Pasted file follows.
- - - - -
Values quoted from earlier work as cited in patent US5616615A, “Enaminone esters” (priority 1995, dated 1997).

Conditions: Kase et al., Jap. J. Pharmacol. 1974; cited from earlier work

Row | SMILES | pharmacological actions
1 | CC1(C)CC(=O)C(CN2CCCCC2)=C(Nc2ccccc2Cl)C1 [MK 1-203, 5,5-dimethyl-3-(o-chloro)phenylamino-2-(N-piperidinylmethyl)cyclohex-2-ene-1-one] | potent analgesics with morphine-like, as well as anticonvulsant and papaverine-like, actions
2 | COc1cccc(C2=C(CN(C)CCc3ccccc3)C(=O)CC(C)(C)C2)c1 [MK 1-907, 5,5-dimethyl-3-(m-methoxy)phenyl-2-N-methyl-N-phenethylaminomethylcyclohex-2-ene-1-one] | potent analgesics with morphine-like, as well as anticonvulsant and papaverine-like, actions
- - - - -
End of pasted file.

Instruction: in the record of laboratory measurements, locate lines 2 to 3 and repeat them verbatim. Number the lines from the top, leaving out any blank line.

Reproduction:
Conditions: Kase et al., Jap. J. Pharmacol. 1974; cited from earlier work

Row | SMILES | pharmacological actions